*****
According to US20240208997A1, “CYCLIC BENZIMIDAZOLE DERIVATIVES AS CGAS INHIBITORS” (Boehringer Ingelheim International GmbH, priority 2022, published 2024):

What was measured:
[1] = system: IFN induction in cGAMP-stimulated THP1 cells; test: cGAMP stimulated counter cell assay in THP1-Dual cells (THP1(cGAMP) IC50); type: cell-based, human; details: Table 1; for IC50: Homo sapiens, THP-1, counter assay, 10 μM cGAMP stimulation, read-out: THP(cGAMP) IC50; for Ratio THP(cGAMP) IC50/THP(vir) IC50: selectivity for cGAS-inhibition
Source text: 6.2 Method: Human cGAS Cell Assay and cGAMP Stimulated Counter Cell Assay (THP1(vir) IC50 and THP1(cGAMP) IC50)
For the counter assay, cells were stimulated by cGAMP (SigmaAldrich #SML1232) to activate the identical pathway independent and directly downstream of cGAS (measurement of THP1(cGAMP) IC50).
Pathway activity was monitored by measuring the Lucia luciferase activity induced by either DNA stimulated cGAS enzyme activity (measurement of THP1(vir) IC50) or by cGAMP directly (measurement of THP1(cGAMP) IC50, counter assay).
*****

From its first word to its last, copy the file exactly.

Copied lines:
According to US20240208997A1, “CYCLIC BENZIMIDAZOLE DERIVATIVES AS CGAS INHIBITORS” (Boehringer Ingelheim International GmbH, priority 2022, published 2024):

What was measured:
[1] = system: IFN induction in cGAMP-stimulated THP1 cells; test: cGAMP stimulated counter cell assay in THP1-Dual cells (THP1(cGAMP) IC50); type: cell-based, human; details: Table 1; for IC50: Homo sapiens, THP-1, counter assay, 10 μM cGAMP stimulation, read-out: THP(cGAMP) IC50; for Ratio THP(cGAMP) IC50/THP(vir) IC50: selectivity for cGAS-inhibition
Source text: 6.2 Method: Human cGAS Cell Assay and cGAMP Stimulated Counter Cell Assay (THP1(vir) IC50 and THP1(cGAMP) IC50)
For the counter assay, cells were stimulated by cGAMP (SigmaAldrich #SML1232) to activate the identical pathway independent and directly downstream of cGAS (measurement of THP1(cGAMP) IC50).
Pathway activity was monitored by measuring the Lucia luciferase activity induced by either DNA stimulated cGAS enzyme activity (measurement of THP1(vir) IC50) or by cGAMP directly (measurement of THP1(cGAMP) IC50, counter assay).